Population growth and urban water demands in the basin are expected to double in the next 50 years.
The Basin’s agricultural crop industry, comprised principally of cotton, grain sorghum, grapefruit, chilies, pecans, citrus, sugarcane, and vegetables, has an economic impact of more than $1 billion annually. By investing in research for practice development and education to facilitate implementation of improvements in irrigation conveyance systems and efficient on-farm water use, both urban and agricultural interests can benefit from increased water availability and resulting economic enhancements.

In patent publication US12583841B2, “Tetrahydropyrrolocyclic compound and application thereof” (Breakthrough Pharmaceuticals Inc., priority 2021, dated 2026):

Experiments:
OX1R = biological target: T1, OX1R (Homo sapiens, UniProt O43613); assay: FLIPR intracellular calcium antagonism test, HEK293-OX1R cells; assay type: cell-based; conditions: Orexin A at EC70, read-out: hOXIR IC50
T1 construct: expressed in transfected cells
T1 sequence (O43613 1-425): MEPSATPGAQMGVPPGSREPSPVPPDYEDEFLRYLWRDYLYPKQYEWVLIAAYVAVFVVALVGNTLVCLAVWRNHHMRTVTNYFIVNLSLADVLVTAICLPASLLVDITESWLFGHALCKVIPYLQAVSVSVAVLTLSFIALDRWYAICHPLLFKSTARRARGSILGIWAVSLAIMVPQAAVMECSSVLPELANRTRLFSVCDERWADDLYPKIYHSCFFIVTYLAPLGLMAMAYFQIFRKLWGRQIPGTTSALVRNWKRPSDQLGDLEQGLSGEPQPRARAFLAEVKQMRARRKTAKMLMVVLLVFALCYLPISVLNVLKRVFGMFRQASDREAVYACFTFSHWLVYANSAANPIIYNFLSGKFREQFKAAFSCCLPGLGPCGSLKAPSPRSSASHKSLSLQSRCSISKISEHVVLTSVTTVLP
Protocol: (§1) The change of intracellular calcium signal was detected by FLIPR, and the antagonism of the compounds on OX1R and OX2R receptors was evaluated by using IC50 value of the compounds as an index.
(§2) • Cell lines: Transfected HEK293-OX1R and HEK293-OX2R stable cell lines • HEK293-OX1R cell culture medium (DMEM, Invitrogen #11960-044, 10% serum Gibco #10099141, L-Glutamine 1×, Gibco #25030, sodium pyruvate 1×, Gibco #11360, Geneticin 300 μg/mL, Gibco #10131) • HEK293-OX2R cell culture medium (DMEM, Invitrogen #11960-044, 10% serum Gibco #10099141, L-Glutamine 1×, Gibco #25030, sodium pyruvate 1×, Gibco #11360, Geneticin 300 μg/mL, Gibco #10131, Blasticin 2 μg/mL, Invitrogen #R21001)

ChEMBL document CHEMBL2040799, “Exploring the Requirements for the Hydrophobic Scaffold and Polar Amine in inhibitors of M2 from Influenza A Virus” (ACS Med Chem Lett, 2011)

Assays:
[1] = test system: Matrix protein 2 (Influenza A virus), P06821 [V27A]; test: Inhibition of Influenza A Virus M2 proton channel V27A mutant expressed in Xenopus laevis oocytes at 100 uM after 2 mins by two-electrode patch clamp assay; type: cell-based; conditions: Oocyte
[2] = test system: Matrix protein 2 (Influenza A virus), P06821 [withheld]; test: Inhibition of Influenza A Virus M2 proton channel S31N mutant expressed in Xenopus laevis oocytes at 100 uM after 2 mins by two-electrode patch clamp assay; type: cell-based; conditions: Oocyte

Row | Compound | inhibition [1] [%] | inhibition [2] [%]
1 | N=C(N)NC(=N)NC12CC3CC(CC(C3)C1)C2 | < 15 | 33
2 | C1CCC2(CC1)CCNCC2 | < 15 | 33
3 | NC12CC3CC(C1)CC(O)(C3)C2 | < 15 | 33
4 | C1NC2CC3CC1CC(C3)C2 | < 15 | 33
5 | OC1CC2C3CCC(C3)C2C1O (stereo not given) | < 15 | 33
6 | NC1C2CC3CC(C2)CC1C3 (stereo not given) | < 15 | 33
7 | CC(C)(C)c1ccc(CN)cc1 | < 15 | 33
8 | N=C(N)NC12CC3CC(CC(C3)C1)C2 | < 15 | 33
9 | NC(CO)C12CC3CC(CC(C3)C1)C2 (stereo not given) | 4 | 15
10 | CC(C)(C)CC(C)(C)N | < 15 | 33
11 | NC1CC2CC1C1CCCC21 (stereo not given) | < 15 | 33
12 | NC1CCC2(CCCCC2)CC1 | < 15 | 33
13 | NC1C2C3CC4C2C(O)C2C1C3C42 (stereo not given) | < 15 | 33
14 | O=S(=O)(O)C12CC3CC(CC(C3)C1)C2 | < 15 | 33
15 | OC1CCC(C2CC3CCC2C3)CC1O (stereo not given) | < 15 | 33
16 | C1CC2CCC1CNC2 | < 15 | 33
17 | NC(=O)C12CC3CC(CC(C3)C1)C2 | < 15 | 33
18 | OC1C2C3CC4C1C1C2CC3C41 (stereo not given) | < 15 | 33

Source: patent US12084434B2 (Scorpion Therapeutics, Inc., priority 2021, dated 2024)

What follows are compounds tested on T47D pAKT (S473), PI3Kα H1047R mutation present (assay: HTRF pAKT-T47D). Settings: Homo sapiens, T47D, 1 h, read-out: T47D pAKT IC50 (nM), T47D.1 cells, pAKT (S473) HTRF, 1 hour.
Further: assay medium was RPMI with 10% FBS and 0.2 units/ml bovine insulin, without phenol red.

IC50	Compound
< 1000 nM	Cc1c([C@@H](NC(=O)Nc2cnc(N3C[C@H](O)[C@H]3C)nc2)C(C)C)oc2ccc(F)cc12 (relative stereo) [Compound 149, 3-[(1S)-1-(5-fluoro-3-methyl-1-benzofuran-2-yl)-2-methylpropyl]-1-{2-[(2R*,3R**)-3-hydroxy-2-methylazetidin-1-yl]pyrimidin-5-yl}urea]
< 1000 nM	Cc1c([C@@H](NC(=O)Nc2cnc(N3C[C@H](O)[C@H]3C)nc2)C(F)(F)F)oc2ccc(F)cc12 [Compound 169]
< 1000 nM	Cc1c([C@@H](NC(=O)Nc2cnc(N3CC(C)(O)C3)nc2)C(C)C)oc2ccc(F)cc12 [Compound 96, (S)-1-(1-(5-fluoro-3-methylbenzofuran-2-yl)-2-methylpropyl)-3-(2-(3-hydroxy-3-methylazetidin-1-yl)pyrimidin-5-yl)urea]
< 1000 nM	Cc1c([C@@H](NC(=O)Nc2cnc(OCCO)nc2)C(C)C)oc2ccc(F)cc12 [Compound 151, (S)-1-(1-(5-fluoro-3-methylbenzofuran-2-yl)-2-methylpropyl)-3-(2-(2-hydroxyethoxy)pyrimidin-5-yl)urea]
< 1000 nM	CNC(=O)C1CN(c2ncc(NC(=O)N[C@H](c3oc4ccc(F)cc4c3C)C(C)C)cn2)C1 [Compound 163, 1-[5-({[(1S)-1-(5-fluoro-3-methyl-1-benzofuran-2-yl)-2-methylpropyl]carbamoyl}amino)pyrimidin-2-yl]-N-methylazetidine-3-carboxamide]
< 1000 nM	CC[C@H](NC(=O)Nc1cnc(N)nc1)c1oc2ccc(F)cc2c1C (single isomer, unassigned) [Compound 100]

A team of Experiment Station researchers, Extension specialists and county agents in Texas and New Mexico are working with local irrigation districts, agricultural producers, cities, homeowners and other agencies to address water issues through the federally funded Rio Grande Basin Initiative. The initiative focuses on increasing available water through efficient irrigation and water conservation. The project is administered by the Texas Water Resources Institute in collaboration with New Mexico State University.